The Darkest Hour: Book Review

It’s 1943 in German-occupied France where sixteen-year-old Lucie Blaise is on a mission to track down a Nazi traitor that may have information that could change the entire course of World War II. Originally a volunteer at the Office of Strategic Services in Washington, DC, Lucie is drafted into a special covert ops group comprised of only young girls with the aim of bringing down the Nazi Regime. The stakes are high in this espionage novel as Lucie learns that working as a secret agent isn’t at all like the movies and that there’s more to trying to bring down an entire regime than just seeking revenge and justice.

The Darkest Hour, a historical fiction young adult novel, is the first by author Caroline Tung Richmond. It is a stand-alone that focuses on three young female agents inspired by real life heroines such as Hannie Schaft and Virginia Hall in an espionage tale in wartime France. Driven by her desire to avenge her brother who was killed in the line of duty in Africa, Lucie joins a special covert ops group and discovers information about Operation Zerfall, a secret plan loosely based on the actual Wunderwaffe program of the Third Reich. Soon after, Lucie and two of her fellow agents are thrown onto a very dangerous path full of betrayal and lies, where trusting the wrong person could very well cost not only their lives, but also the livelihood of Europe.

Fast paced and action filled, The Darkest Hour is a well-written story packed with strong female characters all at the forefront. Throughout the novel, readers will watch how Lucie grows from a naive young girl seeking revenge to a strong war torn female agent. History fans may also delight in the references paying homage to certain historical circumstances of War World II. Most of these are shown through old letters from Lucie’s brother, which are spaced out between the novel as action breaks and include things like postal censorship and a brief insight into the war on the African front, a WWII subject that is rarely explored even in non-fiction.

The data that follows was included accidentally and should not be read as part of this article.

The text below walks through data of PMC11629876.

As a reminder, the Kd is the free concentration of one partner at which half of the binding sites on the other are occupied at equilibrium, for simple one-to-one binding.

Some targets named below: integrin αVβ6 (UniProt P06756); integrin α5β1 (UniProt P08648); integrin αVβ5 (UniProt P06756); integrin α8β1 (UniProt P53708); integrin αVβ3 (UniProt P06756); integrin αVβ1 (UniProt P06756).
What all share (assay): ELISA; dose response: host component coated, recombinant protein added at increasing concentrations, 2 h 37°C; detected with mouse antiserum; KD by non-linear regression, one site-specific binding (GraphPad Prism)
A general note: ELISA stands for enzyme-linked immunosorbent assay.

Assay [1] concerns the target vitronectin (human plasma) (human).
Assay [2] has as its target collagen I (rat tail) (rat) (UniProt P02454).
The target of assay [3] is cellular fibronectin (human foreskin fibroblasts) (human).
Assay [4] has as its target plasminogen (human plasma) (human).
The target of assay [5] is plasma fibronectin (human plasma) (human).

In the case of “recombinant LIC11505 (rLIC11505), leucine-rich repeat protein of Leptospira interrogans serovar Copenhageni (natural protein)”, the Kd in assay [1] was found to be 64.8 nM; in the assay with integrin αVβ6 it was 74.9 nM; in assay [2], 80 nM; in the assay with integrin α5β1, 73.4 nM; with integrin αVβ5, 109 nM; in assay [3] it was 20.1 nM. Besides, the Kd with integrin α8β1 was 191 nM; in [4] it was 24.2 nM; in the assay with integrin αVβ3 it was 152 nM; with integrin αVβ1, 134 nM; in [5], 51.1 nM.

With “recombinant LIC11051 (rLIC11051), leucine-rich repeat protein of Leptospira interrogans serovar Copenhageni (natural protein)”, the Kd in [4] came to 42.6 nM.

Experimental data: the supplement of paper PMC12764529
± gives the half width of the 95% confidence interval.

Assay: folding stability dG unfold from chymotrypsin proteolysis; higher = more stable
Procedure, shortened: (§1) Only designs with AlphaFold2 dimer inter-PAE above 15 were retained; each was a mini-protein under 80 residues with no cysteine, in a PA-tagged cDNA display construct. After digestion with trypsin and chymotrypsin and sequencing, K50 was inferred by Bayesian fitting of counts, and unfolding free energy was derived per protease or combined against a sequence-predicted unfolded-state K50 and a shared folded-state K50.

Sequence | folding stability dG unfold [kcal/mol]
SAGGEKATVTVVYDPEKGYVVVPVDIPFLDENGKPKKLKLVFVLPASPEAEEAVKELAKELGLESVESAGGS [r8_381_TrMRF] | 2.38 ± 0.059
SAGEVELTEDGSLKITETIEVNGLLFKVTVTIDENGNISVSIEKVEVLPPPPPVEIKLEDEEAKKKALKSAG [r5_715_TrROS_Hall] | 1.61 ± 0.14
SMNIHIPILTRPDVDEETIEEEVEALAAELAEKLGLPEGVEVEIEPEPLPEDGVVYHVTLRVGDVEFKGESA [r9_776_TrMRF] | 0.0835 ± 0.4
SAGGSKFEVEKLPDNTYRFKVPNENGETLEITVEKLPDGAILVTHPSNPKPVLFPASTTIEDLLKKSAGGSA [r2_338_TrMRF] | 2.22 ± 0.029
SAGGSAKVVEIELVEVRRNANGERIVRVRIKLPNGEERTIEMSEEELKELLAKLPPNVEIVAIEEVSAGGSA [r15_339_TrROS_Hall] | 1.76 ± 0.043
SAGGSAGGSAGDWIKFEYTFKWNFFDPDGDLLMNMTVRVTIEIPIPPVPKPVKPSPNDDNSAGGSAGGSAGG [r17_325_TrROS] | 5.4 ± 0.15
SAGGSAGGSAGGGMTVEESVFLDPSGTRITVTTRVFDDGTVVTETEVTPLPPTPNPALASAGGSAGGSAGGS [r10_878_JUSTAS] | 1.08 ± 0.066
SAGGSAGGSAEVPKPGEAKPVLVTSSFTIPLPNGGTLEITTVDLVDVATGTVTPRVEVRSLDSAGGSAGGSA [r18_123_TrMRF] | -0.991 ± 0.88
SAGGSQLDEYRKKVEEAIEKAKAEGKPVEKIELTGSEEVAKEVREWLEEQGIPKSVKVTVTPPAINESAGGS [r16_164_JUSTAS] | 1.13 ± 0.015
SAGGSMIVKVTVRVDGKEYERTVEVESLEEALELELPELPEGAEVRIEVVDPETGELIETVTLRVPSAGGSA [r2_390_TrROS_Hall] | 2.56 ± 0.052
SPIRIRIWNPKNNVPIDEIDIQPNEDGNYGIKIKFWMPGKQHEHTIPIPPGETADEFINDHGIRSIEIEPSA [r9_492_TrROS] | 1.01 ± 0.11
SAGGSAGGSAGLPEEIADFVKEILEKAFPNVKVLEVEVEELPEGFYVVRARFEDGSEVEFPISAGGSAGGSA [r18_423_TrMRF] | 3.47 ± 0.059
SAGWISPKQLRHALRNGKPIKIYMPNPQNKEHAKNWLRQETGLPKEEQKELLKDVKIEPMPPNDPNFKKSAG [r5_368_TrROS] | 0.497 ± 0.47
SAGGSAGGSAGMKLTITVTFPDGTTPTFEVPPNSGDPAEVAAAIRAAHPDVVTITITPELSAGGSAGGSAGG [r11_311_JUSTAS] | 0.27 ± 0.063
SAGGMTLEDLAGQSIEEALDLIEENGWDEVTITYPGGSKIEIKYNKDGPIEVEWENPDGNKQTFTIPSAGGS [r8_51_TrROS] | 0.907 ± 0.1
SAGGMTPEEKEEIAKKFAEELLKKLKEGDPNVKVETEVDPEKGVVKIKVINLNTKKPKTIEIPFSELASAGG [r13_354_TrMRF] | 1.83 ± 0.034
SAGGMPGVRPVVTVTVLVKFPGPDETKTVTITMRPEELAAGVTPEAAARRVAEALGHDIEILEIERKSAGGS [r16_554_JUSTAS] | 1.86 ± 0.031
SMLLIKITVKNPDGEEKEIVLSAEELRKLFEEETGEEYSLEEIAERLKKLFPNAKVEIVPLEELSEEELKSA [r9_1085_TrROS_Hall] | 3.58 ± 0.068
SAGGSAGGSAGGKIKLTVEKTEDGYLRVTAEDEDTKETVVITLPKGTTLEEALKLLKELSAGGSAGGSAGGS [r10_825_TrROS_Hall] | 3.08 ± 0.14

While many of the elements in the book are fictional and slightly outlandish at times, they are still believable in regards to the storyline. From start to finish, Richmond keeps her readers on the edge of their seats and constantly guessing who may be friend or foe as you follow Lucie and her fellow agents on not only a war in espionage, but with themselves too.


Eugenia Fung

Contributing Writer

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